Milan is a simply incredible city. For Americans it’s fairly unknown, taking the backseat to the Amalfi coast and Florence in terms of Italian vacation destinations. But after a semester in Milan, I want to shout Milan’s wonders from the top of the Duomo. I walked around the city with my mouth open at its beauty for four months straight and I know that it will always hold a very special place in my heart. In no particular order, I thought I’d share with you my list of all of the things that I will miss about Milan—from the mundane to the extravagant:
- The coffee: Coffee in Milan (and Italy, for that matter) is an art form that is not to be missed. I will miss my local bartender and the foamy cappuccino that I drank every morning for only 1.30 euro. Coffee in Milan is ubiquitous, delicious, and affordable and in some ways the basis of Italian social traditions.
- The trams: Oh, the trams in Milan—they can either be your best friend or your worst enemy. They clack along the tracks at a steady pace but can get stuck behind traffic or run into delays. Once you’re on them though, sitting on the shiny wooden seats and enjoying the people watching, you realize what a nice break it is to take a quick ride on the tram.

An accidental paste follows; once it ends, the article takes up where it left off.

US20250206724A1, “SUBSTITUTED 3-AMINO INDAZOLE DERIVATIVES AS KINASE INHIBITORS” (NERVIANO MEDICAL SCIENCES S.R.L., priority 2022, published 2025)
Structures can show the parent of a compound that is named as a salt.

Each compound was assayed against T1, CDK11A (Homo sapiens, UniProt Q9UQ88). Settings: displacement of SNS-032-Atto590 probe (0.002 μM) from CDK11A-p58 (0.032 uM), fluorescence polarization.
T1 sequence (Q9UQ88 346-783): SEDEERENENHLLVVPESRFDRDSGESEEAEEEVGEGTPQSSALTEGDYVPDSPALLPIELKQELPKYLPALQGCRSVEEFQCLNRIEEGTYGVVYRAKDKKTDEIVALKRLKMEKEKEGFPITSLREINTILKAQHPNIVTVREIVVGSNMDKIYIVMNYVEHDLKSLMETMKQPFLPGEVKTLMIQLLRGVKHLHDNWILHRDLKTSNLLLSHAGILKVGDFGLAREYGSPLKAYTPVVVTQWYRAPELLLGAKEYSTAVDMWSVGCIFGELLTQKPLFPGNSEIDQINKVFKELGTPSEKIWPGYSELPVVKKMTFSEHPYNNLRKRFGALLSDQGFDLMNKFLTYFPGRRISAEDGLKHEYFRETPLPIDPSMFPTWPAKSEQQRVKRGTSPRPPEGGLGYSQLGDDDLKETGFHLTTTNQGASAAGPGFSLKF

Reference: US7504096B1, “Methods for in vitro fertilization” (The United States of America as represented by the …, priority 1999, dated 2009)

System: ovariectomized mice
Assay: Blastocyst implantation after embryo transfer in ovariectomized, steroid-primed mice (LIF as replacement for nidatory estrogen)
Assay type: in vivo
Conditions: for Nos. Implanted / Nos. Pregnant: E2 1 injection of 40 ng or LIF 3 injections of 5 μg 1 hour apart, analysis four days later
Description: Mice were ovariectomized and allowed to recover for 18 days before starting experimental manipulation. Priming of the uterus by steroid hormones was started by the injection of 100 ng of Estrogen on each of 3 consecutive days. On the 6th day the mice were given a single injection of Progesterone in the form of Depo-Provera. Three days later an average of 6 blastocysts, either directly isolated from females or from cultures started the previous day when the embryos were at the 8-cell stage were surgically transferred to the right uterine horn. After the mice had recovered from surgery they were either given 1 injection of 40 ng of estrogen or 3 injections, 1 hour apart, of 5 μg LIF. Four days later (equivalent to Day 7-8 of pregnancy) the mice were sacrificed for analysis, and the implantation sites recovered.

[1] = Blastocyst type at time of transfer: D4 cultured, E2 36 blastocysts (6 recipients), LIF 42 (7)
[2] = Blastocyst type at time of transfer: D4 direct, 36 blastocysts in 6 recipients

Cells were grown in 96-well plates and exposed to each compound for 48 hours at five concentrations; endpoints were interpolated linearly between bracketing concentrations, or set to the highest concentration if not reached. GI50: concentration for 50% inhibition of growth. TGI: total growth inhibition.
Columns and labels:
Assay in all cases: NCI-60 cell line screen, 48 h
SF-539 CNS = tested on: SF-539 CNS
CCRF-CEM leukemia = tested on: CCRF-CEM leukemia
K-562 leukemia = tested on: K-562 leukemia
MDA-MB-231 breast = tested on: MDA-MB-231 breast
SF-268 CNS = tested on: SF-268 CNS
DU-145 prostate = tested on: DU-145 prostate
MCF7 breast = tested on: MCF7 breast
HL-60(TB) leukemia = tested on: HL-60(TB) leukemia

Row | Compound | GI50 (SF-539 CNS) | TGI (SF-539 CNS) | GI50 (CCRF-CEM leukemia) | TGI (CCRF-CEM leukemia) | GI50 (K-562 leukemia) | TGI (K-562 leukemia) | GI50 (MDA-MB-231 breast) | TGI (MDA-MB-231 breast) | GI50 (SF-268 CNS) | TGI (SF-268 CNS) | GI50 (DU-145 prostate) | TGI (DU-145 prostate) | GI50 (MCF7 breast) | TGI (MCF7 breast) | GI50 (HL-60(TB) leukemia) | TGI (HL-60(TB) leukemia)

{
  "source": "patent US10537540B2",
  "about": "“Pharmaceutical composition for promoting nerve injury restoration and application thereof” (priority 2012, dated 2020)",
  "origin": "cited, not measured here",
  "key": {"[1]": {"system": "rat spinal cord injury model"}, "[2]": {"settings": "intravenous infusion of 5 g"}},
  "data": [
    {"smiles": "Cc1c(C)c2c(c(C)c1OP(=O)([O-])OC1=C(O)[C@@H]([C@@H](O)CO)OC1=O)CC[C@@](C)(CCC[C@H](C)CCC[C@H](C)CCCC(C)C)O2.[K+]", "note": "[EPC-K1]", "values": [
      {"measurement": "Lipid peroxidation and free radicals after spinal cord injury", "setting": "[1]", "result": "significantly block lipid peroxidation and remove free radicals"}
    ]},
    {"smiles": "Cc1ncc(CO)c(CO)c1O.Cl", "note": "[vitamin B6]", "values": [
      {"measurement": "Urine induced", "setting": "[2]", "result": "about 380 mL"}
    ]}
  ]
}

- The architecture: From the Duomo to the Castello to the winding staircase of the Museo del Novecento, Milan is full of beautiful buildings. Unlike most cities in Italy that have architecture from one discrete period in history, Milan is full of buildings from the old (the Duomo) to the new (Bosco Verticale). The design in this city never fails to blow my mind and it makes even a quick walk around the neighborhood an adventure.
- The food: Oh Italian food I don’t think I can give you up just yet! Milan is full of pizza, pasta, gelato, panettone, focaccia, and pastries that just thinking about make me drool. I ate better in Italy in this last semester than I ever have, and I will miss being near so much good food in Milan.
- The hand gestures: Italians are known for their hand gestures, and Milan is no exception. Just walking from my homestay to the IES Abroad Center I would see a litany of gestures, some exchanged with friends having coffee, others while commuters chatted on the phone, and some given with one free hand while the other juggled a dog leash and a chic bag. I love how expressive Italian speakers are because it makes you realize the subtleties in words and gestures that make the Italian language so passionate and nuanced.
Milan, I will miss you—thank you for a wonderful four months and I know that I will be back to visit!
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<p>Kinsey is a Biochemistry major and Italian minor from Tufts University near Boston, MA studying in Milan for Fall 2016. Everything she does is to learn more about food; catch her studying cheese microbes by day and reading cookbooks by night. She caught the travel bug the minute she tasted her first crepe in Paris way back in 2006, and hasn't looked back since.</p>